IPM and the Council aim to ensure a sustainable future for the ring program and expand women’s prevention choices
The Population Council, a global nonprofit research organization and developer of sexual and reproductive health pharmaceuticals, and the International Partnership for Microbicides (IPM), a nonprofit organization that develops HIV prevention technologies for women, are pleased to announce that they have signed an agreement for the Population Council to acquire IPM’s dapivirine vaginal ring pipeline and other assets. The organizations will work toward completing the transaction over the next two months, ensuring that all projects continue uninterrupted. Additional details will be announced when the process is complete.
The monthly dapivirine ring is the first long-acting technology approved for HIV prevention and the first product of its kind. Made of flexible silicone, the product releases an antiretroviral drug called dapivirine over the course of one month. Women can insert and replace the ring themselves. IPM designed the ring to offer women a discreet and long-acting HIV prevention choice that they can control.
“IPM’s commitment to women’s sexual and reproductive health and rights, and expertise in product development, align seamlessly with the Population Council’s mission. This acquisition will help us achieve our shared vision of ensuring women have affordable HIV prevention choices they can use on their own terms, especially in countries where the need is greatest,” said Dr. Zeda F. Rosenberg, Founder and Chief Executive Officer of IPM. “In 2002, IPM set out to advance the field of microbicides, and we are extremely proud that we have succeeded in putting the first long-acting HIV prevention technology on the market. The monthly ring and follow-on products will have a great home and exciting future at the Population Council.”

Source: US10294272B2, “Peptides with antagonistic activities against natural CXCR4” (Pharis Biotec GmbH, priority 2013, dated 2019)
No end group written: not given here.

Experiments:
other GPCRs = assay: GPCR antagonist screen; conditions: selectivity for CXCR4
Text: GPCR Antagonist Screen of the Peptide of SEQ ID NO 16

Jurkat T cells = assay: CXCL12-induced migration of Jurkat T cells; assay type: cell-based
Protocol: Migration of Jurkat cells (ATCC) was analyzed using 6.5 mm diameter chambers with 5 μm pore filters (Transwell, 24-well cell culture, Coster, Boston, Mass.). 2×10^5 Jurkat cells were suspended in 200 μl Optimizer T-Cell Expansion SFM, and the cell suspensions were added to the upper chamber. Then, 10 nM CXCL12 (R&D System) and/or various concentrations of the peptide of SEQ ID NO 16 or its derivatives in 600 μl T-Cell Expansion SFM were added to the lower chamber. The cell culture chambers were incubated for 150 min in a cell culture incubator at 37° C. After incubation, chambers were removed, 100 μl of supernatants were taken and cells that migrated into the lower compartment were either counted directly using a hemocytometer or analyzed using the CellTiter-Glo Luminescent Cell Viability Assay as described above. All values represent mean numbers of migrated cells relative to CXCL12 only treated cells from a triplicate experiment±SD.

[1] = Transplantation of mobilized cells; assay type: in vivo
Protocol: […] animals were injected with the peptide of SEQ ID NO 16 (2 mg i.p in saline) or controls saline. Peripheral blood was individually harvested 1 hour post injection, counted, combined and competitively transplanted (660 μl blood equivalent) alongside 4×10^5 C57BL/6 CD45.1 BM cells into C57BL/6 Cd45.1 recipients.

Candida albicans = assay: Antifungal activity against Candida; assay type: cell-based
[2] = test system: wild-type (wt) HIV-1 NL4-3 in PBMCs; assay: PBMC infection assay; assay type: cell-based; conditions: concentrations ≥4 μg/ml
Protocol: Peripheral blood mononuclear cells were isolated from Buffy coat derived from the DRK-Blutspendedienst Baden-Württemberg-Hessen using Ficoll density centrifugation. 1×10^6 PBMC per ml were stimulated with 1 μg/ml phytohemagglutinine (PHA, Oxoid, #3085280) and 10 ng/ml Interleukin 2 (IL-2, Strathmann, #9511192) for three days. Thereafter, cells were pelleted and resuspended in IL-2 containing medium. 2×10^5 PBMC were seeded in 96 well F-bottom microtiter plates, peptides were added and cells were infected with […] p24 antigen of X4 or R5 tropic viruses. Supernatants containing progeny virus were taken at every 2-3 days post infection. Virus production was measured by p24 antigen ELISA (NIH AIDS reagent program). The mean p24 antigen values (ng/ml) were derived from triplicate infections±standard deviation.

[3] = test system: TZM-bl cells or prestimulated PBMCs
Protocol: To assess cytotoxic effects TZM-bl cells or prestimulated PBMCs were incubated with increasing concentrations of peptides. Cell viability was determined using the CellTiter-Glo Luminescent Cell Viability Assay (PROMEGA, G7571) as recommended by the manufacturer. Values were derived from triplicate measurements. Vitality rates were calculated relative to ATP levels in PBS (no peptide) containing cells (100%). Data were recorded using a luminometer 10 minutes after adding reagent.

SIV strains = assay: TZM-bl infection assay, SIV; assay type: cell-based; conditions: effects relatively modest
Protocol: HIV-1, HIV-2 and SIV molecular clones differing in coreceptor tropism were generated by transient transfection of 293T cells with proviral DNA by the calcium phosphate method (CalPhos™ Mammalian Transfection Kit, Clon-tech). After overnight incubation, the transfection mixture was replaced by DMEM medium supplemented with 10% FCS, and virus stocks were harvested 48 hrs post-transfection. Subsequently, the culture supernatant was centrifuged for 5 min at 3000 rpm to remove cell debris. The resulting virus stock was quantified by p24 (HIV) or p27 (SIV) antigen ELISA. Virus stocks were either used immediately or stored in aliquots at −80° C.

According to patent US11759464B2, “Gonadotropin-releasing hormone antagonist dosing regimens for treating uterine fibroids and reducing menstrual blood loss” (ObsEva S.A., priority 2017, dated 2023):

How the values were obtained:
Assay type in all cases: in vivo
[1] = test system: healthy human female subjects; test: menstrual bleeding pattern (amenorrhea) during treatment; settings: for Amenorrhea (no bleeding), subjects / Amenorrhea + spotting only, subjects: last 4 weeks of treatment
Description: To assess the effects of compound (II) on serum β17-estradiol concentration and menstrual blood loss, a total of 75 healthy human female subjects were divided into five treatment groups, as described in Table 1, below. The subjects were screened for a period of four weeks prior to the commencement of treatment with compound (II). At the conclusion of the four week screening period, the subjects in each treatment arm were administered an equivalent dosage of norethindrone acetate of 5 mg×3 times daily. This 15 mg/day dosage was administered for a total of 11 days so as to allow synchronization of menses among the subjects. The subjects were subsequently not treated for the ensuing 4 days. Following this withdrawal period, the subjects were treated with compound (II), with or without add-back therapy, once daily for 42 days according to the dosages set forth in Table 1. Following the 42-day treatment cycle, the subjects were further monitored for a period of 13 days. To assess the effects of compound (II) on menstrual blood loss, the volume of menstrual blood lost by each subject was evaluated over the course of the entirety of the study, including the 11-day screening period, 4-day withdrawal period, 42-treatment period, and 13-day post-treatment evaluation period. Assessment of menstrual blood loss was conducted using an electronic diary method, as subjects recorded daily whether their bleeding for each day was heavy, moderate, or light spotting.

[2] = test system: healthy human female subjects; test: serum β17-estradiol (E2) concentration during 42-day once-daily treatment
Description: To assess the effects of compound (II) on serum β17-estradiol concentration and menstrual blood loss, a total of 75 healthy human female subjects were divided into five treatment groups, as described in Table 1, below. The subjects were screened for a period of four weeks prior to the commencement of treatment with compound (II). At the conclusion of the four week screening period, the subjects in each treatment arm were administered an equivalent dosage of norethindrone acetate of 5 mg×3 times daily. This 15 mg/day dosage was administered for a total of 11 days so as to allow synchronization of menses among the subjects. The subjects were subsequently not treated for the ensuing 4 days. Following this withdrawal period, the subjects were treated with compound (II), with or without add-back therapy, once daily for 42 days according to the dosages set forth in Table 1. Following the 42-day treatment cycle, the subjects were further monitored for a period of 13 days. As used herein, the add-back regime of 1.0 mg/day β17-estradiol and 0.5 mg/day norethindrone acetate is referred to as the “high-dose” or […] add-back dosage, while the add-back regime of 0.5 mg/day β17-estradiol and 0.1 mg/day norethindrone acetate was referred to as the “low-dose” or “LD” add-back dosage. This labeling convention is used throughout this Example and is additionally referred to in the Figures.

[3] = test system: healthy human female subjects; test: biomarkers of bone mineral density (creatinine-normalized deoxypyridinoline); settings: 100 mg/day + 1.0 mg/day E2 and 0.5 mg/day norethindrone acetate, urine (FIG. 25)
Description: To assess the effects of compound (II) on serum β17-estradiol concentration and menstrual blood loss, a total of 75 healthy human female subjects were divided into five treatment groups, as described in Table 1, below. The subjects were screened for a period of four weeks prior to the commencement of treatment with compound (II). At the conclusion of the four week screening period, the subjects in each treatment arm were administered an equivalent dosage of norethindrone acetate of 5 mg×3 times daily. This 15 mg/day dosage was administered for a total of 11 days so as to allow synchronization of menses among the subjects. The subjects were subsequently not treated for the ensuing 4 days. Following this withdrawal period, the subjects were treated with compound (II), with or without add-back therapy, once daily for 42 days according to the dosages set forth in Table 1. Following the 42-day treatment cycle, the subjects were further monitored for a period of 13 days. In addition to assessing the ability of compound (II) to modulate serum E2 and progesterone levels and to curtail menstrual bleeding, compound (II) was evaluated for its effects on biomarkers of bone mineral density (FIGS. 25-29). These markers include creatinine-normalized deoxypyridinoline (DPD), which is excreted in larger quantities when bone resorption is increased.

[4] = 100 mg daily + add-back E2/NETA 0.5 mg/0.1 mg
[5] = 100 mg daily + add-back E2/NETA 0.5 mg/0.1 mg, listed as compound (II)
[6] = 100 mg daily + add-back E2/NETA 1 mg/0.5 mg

Upon the transaction’s completion, the Population Council will add three IPM technologies to its product line:
- The monthly dapivirine ring, which has recently been approved in South Africa, Zimbabwe, and several other countries in eastern and southern Africa, with other regulatory reviews in those regions underway. In countries where the dapivirine ring has not yet been approved, the ring is considered an investigational product.
- Two products that are in clinical development: a three-month dapivirine ring that could reduce annual costs and provide additional convenience to women, and a three-month dapivirine–contraceptive ring that would give women greater choice and control over their sexual and reproductive health needs.
Upon the transaction’s completion, IPM will wind down its headquarters office in the US and close its doors, proud of its accomplishments over the past 20 years and confident in the Population Council’s commitment and capacity to carry IPM’s mission and products forward.
“I want to congratulate Dr. Rosenberg on her incredible achievement in founding IPM and making it into the global player that it is today. IPM is a leader in microbicide development and has been an important and valued collaborator over many years,” said Julia Bunting, President of the Population Council. “We’re excited that this acquisition will accelerate the Population Council’s goal of ensuring sexual and reproductive health, rights, and choices and advance our journey to be the leading innovator of high quality sexual and reproductive health products for the global market.”
About the International Partnership for Microbicides
The International Partnership for Microbicides has been dedicated to developing HIV prevention products and other sexual and reproductive health technologies for women, and making them available and accessible where they are urgently needed.
About the Population Council
The Population Council conducts biomedical, social science, and public health research on critical health and development issues. We deliver solutions that lead to more effective policies, programs, and technologies that improve lives around the world.